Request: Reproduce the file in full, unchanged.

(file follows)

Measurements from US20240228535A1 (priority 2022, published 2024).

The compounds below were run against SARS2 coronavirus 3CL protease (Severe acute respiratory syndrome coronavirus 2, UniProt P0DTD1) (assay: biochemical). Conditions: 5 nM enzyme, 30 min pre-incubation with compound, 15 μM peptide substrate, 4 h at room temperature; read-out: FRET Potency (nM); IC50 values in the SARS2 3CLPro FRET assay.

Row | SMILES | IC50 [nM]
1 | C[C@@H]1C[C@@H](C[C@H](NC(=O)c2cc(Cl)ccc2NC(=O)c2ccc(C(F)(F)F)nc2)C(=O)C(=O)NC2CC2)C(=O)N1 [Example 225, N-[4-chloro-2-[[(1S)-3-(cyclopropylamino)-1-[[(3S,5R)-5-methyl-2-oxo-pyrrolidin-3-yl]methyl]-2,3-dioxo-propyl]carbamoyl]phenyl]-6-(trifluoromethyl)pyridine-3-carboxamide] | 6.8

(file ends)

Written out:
Measurements from US20240228535A1 (priority 2022, published 2024).

The compounds below were run against SARS2 coronavirus 3CL protease (Severe acute respiratory syndrome coronavirus 2, UniProt P0DTD1) (assay: biochemical). Conditions: 5 nM enzyme, 30 min pre-incubation with compound, 15 μM peptide substrate, 4 h at room temperature; read-out: FRET Potency (nM); IC50 values in the SARS2 3CLPro FRET assay.

Row | SMILES | IC50 [nM]
1 | C[C@@H]1C[C@@H](C[C@H](NC(=O)c2cc(Cl)ccc2NC(=O)c2ccc(C(F)(F)F)nc2)C(=O)C(=O)NC2CC2)C(=O)N1 [Example 225, N-[4-chloro-2-[[(1S)-3-(cyclopropylamino)-1-[[(3S,5R)-5-methyl-2-oxo-pyrrolidin-3-yl]methyl]-2,3-dioxo-propyl]carbamoyl]phenyl]-6-(trifluoromethyl)pyridine-3-carboxamide] | 6.8